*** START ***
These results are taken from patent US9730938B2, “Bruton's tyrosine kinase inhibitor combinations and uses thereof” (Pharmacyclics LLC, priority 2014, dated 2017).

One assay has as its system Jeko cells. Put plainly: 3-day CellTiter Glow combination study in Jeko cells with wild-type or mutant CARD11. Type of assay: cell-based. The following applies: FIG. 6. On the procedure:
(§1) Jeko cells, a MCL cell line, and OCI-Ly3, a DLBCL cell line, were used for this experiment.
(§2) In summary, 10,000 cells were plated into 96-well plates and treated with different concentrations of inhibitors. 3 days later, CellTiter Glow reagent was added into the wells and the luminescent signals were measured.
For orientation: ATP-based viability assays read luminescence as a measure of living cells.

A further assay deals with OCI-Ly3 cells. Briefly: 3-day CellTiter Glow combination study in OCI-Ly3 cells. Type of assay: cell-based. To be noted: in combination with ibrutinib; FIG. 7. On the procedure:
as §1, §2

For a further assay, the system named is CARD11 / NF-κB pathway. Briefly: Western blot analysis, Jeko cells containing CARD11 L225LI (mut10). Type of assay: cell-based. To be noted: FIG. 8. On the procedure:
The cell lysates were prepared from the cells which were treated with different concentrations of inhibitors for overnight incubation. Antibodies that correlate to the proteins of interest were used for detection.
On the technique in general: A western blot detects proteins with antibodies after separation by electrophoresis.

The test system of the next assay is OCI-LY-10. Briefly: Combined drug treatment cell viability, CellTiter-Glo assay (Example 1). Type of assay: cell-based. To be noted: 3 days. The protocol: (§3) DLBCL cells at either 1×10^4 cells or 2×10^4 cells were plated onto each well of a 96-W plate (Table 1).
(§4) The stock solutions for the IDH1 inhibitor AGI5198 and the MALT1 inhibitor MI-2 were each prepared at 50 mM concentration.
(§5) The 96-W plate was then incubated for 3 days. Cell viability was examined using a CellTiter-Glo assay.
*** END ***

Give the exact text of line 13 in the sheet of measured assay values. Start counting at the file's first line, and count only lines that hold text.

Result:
(§5) The 96-W plate was then incubated for 3 days. Cell viability was examined using a CellTiter-Glo assay.